Peer pressure has been adequately documented as the major factor that contributes to youth crime. Peers learn from and share more with their youth peers than they learn from and share experiences with adults. This has become the norm rather than the exception. Let’s look at the root cause of the school-to-prison-pipeline. Statistics do shape much of this problem. Nearly 22 percent of youth in America live below the poverty line. Another 22 percent are considered poor. A child being poor does not happen by chance or coincidence. Their parent’s education, employment, and other factors play into this “culture of poverty”. This can be especially harsh on younger children. I am not someone who just went to school for this and speaks about these things from a theoretical point of view. I lived through these experiences my entire childhood and I vividly chronicle this in detail in my memoir “Humbled To The Dust: Still I Rise." Kids who grow up in low income homes are less likely to complete school or do well in school than their more affluent middle-class peers. Studies have shown that such a lack of educational success can be linked to crime. The crime rate in these communities can be significantly reduced by lowering levels of poverty, better educational resources, and better employment opportunities. Many of the adolescents that travel the school-to-prison-pipeline undergo what criminologists term as the “Strain Theory” which is defined as seeing crime as a function of the conflict between people’s goals and the means available to them. The Strain is the emotional turmoil and conflict caused when people believe they cannot achieve their desires and goals through legitimate means adolescents that live in poverty feel Strain because they lack adequate educational resources. A lot of the young girls drop out of school and have kids at an early age. People who live in such communities suffer from what criminologists call the “Poverty Concentration Effect”. This happens in the most disorganized urban neighborhoods. Many of the kids that are shuttered along the school-to-prison-pipeline live in the American “culture of poverty." The culture of poverty has been defined as “the view that people in the lower class of society form a separate culture with its own values and norms that are in conflict with conventional society; the culture of poverty is self-maintaining and ongoing. Desperate life circumstances prevent them from developing the necessary skills-set, behavior, and lifestyles that lead to educational advancement.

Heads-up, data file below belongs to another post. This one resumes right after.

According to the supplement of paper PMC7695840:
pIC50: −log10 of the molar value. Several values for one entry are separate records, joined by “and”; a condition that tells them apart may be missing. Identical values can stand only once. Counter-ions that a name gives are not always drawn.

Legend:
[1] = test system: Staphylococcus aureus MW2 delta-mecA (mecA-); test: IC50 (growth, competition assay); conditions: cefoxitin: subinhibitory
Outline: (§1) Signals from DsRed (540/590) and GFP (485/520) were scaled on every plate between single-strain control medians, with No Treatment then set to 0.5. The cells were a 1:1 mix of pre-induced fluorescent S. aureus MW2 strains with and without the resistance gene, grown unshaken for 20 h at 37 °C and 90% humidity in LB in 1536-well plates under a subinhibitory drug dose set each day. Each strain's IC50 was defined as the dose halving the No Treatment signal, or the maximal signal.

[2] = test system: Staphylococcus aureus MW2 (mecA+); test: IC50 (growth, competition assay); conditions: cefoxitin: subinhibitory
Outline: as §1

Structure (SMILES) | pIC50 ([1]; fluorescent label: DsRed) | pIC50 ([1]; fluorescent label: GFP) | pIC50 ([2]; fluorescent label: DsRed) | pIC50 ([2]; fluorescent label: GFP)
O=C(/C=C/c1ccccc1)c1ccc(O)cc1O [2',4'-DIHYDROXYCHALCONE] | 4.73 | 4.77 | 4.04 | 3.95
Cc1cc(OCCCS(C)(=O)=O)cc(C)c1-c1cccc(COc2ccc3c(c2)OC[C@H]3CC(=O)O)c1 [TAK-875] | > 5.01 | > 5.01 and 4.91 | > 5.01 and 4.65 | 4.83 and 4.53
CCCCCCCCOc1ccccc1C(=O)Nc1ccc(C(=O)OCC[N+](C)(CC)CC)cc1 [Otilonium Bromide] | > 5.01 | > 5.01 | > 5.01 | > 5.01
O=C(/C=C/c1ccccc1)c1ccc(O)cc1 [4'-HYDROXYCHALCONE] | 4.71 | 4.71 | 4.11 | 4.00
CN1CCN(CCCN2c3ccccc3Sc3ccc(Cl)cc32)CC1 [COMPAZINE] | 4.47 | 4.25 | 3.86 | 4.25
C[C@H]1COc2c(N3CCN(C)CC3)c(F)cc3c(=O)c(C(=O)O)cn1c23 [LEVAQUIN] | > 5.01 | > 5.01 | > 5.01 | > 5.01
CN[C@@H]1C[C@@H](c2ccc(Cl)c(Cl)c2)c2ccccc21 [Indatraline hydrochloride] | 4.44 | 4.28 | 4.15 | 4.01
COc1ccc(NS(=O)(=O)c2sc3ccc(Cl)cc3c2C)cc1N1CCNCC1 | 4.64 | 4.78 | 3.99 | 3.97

Sadly, I too am one of these statistics. (However, I take full responsibility for my crimes and I do not directly blame anyone or anything for my actions). I have traveled the school-to-prison-pipeline. Now that we have identified the cause we must find a solution. This crisis is urgent. In my future writings and via my future nonprofits as well as through partnerships with schools I will lend my expertise in every way that I can to help dismantle the school-to-prison-pipeline

A Postscript, Education Is a Ladder to Freedom

My journey to educate myself in prison began when I came to prison at 16 years old. I have been in prison over 25 years now and healing continues. Nelson Mandela once said that “education is the most powerful tool that can be used to change the world”. I agree. I also know that education is the most powerful tool that can be used to change a prisoner. Education helped me to thoroughly rehabilitate myself. Before my incarceration my education was limited to street economics and gang arithmetic. On the streets I nearly starved myself academically. Thus when I came to prison and my appetite for education was stimulated I purged myself of every educational opportunity that was available to me.

I was hungry for education so therefore my mind ate books constantly. The more that I learned the more that my eyes were opened to the larger world outside of my street corner. Education arose in me a dedicated desire to contribute something meaningful to the world. When my own personal world became dark, education sparked a light in me that will never be extinguished. The more that I became educated let me know that I could one day become somebody important.